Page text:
Valley Forge was where the Continental Army wintered over 1777-78.  It was easy to see why the spot had been chosen.  Obviously it was close to Philadelphia so logistically it was a good choice.  Topographically, however, the spot provided great vantage points over the surrounding land which I am sure was useful tactically, making it easier to spot the British approach and easier to defend, and also gave the troops access to important natural resources such as water and timber.  Those advantages did not prevent thousands of soldiers dying from disease, exposure and malnutrition, however.

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My kids were in one of their obtuse moods where they refuse to learn anything directly.  We, therefore, had a quick nip into the lovely visitors centre only long enough to get our National Parks passport stamped and for the adults to dash around some of the exhibits while the kids whinged.  Time to learn through the soles of our feet.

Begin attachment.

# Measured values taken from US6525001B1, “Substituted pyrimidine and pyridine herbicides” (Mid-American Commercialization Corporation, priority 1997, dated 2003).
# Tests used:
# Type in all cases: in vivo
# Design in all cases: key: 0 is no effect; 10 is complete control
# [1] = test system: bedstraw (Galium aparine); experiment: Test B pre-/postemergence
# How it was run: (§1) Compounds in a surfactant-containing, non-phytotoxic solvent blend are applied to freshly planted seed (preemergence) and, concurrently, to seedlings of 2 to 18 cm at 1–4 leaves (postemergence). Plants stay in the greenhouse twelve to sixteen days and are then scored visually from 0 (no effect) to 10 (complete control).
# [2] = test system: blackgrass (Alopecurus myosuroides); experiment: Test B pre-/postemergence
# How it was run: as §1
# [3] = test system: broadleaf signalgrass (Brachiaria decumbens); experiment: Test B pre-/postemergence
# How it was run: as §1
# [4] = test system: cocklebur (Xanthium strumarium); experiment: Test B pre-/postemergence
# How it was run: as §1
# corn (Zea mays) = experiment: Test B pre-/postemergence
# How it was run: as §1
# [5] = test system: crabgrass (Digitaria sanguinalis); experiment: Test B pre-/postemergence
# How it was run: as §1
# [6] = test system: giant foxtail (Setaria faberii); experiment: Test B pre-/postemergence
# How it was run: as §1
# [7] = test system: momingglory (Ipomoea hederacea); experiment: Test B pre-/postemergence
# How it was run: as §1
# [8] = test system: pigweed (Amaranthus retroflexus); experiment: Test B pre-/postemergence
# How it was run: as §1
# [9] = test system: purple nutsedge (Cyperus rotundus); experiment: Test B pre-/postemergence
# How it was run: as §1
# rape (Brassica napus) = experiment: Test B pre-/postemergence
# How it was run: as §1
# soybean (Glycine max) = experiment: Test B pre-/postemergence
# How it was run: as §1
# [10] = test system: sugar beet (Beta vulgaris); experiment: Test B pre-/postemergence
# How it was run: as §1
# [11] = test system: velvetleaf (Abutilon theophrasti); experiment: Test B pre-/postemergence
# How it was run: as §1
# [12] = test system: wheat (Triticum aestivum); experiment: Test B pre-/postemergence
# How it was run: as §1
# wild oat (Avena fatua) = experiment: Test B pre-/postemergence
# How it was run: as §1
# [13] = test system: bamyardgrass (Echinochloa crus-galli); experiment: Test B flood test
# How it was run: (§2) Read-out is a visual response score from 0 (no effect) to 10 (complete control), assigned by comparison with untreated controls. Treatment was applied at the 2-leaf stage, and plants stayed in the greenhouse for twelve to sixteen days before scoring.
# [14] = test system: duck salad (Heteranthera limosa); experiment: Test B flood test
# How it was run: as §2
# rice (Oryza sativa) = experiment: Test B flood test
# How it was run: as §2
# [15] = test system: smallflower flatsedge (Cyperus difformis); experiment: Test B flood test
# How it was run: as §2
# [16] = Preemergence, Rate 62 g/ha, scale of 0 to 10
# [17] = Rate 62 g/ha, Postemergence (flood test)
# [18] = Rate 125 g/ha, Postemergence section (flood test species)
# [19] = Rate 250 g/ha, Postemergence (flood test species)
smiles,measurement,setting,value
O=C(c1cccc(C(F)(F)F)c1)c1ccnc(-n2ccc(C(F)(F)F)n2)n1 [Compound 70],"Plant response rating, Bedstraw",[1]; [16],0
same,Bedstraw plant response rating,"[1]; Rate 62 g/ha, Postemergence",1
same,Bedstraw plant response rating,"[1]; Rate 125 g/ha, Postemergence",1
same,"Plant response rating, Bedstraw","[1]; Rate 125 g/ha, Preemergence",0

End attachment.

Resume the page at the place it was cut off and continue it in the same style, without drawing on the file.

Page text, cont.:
First up we visited a reconstructed redoubt (a temporary fortification) which the kids enjoyed running around on.  There was also a nearby canon for them to study and, yes, climb on.  Then we visited some nearby log huts.  These are on the site of where the troops of General Peter Muhlenberg set up camp and each hut appears to demonstrate a different stage of completion, to illustrate how the soliders would have constructed them.  The boys had a whale of a time playing make believe inside the huts, around the open fire pit, and the bake oven.